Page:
Major impediments to doing business in Myanmar cited by a survey of foreign managers were the inefficient or lack of electric power, poor internet service, inflated transportation costs and unrealistic office rental rates. Considering that 70 percent of the country has zero access to grid delivered electricity in 2014, what other upgrades or issues might be addressed to boost output of commodities from remote locations onward to main trunk lines in order to economically stimulate pockets of rural populations organically?
Scenarios and suggestions
A common example of institutional infrastructure systems are the actual trucks that run collection routes through the countryside for farmer’s products, not the actual roads. The only sales point available for farmers is the single company vehicle that comes to the village. The buyers at this juncture have monopoly pricing in a take it or leave it scenario to their advantage.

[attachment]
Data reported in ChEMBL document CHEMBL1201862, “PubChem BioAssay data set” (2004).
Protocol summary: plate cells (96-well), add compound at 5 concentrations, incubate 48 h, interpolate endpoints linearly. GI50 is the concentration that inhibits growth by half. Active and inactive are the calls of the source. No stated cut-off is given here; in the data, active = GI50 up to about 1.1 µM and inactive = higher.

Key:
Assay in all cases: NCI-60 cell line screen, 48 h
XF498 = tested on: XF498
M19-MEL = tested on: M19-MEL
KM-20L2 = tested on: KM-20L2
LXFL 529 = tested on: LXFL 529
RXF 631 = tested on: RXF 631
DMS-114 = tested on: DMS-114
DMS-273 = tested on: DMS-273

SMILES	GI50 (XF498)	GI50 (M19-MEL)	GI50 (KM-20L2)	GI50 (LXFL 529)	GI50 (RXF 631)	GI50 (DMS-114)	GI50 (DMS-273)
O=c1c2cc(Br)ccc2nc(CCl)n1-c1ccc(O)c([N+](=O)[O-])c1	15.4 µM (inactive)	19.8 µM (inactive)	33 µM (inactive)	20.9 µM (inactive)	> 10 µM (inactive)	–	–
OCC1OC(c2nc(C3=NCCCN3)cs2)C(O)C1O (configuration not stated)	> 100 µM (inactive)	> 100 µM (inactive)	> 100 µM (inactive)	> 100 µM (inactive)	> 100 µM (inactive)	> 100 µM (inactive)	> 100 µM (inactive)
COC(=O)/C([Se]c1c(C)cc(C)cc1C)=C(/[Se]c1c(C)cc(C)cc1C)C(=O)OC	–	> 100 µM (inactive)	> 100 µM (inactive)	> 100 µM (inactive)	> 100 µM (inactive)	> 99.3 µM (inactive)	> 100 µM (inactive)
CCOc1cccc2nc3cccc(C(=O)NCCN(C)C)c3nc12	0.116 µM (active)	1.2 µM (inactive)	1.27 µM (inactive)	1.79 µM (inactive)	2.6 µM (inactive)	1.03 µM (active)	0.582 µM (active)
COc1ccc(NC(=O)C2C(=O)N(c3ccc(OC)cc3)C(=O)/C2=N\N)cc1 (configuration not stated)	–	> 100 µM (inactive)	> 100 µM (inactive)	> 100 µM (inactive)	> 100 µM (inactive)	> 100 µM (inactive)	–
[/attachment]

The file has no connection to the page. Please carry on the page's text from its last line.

If farmers say no to these offers, crops rot and there is zero value, if they say yes, the price is substantially below fair market price, literally pennies on the dollar. Farmers remain exploited by those that can bring in trucks and access the products at the farm gates.
The solution calls for a combination of several mechanisms to counter exploitation by traders and middlemen.
These mechanisms are: i) Presence of strong and dynamic farmers organisation capable of serving the multi-dimensional needs of rural farmers in pricing and value-adding; ii) Presence of adequate warehousing, drying and processing facilities; iii) Presence of a solid network of rural roads with adequate connectivity to major roads, highways, waterways to move goods and services from and to the farm-gates to expedite transactions; iv) Transportation facilities for moving farmer’s products and inputs at least cost. v) Functional social services e.g. clinics, schools, farmers’ educational training centres.